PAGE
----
A new standardized approach to feeding premature infants in the hospital, dubbed the Encourage, Assess, Transition (EAT) protocol, increases the prevalence of direct breastfeeding without increasing the length of time the infant is hospitalized. That conclusion from a quality improvement project by Nellie Munn Swanson, DNP, MPH, APRN, CPNP-PC, CLC, of the University of Minnesota School of Nursing, and colleagues is reported in Advances in Neonatal Care, a publication of the National Association of Neonatal Nurses. The journal is published in the Lippincott portfolio by Wolters Kluwer.
Mangosteen Peel as Medicine – CU’s Faculty of Veterinary Science is Successful in Replicating Mangosteen Peel Extract! Treatment for Intestinal Inflammation in Humans and Animals
The Faculty of Veterinary Science, Chulalongkorn University has researched and replicated “hydroxy-xanthones”, the vital extracts rich in antioxidants found in mangosteen peels that kill germs and halt infections in the intestinal mucosa. It hopes to expand to include health products for humans and animals in the future.
Modern humans, Neanderthals share a tangled genetic history, study affirms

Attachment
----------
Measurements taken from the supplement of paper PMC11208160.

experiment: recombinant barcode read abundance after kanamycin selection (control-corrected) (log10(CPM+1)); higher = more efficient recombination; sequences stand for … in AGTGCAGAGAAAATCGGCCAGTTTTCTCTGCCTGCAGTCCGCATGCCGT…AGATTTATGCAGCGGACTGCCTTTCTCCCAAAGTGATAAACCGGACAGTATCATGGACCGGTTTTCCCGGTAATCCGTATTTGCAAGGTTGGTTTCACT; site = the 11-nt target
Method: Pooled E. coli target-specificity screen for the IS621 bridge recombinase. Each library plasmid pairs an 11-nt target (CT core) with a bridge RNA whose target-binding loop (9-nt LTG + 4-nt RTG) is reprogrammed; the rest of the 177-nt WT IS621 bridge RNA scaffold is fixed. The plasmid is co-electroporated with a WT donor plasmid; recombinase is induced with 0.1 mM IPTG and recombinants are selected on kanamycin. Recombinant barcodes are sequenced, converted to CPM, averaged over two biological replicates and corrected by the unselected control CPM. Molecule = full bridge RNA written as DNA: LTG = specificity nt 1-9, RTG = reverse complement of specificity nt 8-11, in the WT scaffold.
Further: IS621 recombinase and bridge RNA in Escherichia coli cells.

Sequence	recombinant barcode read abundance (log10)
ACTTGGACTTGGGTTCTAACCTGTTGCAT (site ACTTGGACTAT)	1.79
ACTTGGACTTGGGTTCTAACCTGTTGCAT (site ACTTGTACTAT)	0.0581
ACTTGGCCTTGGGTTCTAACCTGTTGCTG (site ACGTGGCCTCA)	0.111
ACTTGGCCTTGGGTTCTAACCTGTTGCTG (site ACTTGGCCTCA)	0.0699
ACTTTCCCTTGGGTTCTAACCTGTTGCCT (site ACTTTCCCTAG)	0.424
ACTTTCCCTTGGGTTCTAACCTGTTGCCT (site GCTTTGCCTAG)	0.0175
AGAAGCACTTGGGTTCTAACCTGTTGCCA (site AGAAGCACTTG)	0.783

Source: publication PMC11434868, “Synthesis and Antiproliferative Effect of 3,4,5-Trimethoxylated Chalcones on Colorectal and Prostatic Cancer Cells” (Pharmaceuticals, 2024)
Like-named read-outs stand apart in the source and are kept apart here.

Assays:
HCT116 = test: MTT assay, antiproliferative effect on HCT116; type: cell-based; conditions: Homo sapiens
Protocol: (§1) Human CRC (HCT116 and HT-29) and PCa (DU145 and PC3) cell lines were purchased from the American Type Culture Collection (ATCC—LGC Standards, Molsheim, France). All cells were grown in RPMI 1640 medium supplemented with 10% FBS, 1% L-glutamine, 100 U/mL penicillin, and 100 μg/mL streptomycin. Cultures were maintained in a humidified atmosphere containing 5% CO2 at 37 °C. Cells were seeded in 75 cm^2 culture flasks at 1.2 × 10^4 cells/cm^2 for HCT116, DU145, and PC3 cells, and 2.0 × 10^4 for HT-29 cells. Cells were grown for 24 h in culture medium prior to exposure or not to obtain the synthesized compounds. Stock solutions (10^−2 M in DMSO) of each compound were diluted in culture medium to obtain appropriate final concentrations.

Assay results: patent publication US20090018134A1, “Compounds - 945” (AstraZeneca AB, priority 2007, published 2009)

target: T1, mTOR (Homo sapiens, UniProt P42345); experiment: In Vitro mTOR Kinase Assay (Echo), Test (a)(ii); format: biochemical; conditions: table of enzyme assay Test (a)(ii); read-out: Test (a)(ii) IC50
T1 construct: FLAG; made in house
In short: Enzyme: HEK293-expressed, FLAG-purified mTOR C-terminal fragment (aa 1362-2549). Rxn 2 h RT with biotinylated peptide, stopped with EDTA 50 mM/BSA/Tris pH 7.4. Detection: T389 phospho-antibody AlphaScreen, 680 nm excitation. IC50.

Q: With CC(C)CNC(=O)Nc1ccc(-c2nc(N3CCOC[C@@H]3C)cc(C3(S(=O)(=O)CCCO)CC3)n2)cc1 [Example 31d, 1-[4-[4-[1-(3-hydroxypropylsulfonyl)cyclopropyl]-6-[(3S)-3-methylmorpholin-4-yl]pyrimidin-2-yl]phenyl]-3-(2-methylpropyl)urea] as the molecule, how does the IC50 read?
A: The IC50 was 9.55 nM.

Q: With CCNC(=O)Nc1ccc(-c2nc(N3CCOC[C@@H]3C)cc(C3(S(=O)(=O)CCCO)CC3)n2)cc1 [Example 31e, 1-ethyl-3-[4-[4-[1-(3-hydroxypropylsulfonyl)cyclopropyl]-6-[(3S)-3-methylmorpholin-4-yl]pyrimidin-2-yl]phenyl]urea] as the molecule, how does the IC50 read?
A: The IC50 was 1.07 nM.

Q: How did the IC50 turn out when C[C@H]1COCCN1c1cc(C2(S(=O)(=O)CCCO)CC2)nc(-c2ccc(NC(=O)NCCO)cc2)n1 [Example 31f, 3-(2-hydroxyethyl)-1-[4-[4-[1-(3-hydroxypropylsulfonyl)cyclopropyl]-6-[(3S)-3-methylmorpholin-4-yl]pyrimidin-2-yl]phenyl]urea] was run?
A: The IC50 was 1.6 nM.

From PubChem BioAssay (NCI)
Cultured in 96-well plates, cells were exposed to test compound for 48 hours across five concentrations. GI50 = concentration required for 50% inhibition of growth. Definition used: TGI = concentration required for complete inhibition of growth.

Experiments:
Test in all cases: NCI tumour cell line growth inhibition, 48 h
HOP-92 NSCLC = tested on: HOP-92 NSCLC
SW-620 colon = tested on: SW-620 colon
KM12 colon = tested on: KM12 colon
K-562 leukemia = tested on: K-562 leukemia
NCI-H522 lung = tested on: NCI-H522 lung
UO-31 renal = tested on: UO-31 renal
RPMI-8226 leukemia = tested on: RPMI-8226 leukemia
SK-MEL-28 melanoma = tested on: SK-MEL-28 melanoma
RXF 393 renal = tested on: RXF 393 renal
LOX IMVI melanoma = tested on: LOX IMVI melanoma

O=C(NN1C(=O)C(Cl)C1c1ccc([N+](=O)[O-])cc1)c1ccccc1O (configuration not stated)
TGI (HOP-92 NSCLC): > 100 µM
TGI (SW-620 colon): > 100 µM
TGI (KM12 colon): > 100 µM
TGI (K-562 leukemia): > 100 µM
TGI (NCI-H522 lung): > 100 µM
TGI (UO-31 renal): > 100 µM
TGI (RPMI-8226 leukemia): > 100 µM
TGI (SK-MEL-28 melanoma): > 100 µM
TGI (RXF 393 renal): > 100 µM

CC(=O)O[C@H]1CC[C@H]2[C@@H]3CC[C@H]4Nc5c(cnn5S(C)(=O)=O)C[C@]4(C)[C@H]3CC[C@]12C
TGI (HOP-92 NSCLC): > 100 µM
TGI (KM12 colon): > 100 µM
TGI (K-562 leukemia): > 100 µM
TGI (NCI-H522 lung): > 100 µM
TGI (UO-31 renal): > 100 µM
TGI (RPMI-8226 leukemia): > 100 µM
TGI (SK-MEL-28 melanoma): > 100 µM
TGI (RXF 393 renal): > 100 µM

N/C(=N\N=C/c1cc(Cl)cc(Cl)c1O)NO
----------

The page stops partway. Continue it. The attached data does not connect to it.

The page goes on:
A new study reinforces the concept that Neanderthal DNA has been woven into the modern human genome on multiple occasions as our ancestors met Neanderthals time and again in different parts of the world.
All the feels: Feeling loved in everyday life linked with improved well-being
In two studies, the researchers found that people who experienced higher “felt love” — brief experiences of love and connection in everyday life — also had significantly higher levels of psychological well-being, which includes feelings of purpose and optimism, compared to those who had lower felt love scores. They also found that people with higher felt love tended to have higher extraversion personality scores, while people with lower felt love scores were more likely to show signs of neuroticism.